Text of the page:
On 7 October, in the prestigious setting of the Monnaie de Paris, Dominique Hollard presented a very interesting topic. It’s now my pleasure to tell you about it, based on his presentation.

The topic covered coins related to the Roman Empire’s secular games. Before starting, it’s important to point out that the games were secular. According to Roman tradition, the games were intended to celebrate the end of one century and ask for the benediction of the infernal gods for the next century.

Shortly before the start of the games, public criers would invite the population to attend the games “Games that none have ever seen and will never see again”

The first secular games represented in coins were organised by Augustus, the first Roman emperor, with the assistance of a college of fifteen members, the quindecemviri sacris faciundis, presided over by the emperor and those close to him.

The first secular games under Augustus were held in -17. The idea was that they should take place every 110 years, which was the maximum life span of a person at the time, in order to comply with the message “Games that none have ever seen and will never see again”. However, there were also secular games in the strict meaning of the term, that is, every 100 years starting in 48. The year 48 was the anniversary of the founding of Rome in -753, according to Varron.

The coins of the period featured the games. Under Augustus, in -17, there were coins with the inscription “LVDOS SAEC”, that is Ludos saeculares, meaning secular games.

The coins in question featured different aspects of the games. First came the announcement of the games by the public crier carrying the attributes of Mercury, the messenger of the gods. Next came the distribution by the priests of the
suffimenta (inflammable materials) which were used for ritual purifications.

There was also a coin representing the sacrifice of an animal, which was an offering to the
gods. Lastly there was a coin with the Cippus (a stone stela with inscriptions) which indicated the actual holding of the games.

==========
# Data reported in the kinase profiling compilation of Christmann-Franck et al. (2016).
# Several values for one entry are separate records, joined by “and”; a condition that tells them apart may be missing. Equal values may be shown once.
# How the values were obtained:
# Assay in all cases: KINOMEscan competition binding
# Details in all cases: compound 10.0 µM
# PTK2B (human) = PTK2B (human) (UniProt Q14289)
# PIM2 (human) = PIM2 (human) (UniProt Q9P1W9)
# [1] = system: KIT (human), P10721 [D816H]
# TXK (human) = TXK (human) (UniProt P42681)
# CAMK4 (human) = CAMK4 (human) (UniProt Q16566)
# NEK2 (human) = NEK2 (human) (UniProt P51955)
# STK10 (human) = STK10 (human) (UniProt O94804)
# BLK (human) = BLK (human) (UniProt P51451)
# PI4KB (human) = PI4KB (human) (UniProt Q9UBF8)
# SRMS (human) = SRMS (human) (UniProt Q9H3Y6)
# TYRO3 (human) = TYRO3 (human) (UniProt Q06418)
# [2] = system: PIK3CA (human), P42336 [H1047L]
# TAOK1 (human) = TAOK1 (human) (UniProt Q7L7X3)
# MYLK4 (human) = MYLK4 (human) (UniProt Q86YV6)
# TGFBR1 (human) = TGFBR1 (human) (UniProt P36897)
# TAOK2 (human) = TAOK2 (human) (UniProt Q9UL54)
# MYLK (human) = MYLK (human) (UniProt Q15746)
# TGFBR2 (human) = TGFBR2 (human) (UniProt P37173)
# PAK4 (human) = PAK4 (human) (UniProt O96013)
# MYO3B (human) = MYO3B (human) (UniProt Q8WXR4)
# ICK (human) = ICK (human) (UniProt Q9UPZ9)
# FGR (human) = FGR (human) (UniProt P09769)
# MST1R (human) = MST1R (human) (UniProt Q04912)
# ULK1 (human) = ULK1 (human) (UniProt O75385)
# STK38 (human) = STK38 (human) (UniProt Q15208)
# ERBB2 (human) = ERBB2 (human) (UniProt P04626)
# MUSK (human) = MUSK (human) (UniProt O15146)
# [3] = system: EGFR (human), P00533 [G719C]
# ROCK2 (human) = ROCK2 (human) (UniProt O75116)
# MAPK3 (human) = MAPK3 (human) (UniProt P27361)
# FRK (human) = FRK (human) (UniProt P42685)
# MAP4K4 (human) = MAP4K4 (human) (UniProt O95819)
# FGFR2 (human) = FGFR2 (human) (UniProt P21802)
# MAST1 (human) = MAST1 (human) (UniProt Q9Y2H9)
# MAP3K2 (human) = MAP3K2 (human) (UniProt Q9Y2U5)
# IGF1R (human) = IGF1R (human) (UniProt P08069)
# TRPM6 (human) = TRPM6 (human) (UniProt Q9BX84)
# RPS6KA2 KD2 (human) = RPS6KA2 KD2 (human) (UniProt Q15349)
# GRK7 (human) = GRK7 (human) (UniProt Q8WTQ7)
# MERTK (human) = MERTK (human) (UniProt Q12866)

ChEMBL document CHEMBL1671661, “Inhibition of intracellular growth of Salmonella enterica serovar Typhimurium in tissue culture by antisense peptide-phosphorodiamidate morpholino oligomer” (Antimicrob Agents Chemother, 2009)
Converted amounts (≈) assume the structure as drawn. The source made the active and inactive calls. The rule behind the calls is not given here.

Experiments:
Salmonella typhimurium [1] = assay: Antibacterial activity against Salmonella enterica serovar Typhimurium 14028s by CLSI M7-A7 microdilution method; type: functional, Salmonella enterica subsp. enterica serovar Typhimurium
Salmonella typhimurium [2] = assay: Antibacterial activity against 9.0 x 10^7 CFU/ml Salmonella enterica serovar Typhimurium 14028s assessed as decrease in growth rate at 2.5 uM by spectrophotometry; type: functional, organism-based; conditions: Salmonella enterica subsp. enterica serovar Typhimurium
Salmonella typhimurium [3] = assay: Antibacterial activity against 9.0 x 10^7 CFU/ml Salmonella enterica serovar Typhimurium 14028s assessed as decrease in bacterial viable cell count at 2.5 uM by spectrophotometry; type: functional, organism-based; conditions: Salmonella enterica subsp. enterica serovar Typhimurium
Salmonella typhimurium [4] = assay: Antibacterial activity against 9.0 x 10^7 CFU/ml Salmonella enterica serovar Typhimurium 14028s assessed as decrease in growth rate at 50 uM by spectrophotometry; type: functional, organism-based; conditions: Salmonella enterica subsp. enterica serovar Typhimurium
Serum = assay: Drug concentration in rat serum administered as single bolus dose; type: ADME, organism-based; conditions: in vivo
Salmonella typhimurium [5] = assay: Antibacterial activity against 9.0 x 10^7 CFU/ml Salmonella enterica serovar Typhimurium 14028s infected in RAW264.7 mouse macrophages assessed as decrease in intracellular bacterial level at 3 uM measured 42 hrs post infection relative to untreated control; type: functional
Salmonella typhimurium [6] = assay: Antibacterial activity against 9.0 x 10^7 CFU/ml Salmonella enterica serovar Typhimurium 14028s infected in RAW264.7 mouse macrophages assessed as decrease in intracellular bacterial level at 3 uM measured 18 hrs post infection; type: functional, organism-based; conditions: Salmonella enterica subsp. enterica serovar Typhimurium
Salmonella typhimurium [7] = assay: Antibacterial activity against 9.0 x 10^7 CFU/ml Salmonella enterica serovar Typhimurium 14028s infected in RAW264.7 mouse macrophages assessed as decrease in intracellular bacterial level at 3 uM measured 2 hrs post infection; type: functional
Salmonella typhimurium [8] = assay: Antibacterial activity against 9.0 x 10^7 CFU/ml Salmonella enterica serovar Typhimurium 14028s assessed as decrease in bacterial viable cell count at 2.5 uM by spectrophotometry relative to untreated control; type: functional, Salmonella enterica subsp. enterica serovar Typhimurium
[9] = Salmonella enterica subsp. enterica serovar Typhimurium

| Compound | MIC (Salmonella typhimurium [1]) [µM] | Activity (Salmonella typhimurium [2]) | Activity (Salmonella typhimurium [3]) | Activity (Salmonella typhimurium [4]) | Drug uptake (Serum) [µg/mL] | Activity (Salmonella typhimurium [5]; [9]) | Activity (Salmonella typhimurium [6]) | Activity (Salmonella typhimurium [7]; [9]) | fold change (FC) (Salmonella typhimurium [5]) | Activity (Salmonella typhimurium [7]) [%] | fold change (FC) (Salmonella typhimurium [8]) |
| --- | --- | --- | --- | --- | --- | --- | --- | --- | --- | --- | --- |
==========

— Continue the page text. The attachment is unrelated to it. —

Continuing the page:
Other emperors continued the tradition after Augustus. They included Emperor Claudius, who organised the games of 48 to celebrate the 800-year anniversary of the foundation of Rome, as well as Domitian, who minted a large number of coins featuring the secular games. The tradition was continued.

In 248, Emperor Philip the Arab organised secular games to celebrate the millennium of Rome’s foundation. The emperor was called “the Arab” because he was born in Syria. Some sources also say that he was the first Christian emperor. The sumptuous games were obviously promoted by the coins both with Philip I on the obverse or Empress Octacilia or their son Philip II.

Many of the coins have animals on the reverse, notably an elephant, which symbolised eternity for Rome.

The secular game tradition was lost during the next century, under the reign of the Christian emperors. When Rome fell in 76, according to late pagans, it was because the tradition was lost, angering the gods!

The coins are a beautiful testimony to the past, documenting the games which certain ancient authors wrote about.
They provide an interesting introduction to the events of the times!

Other ancient coins are available for sale on Delcampe!

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Written by Héloïse

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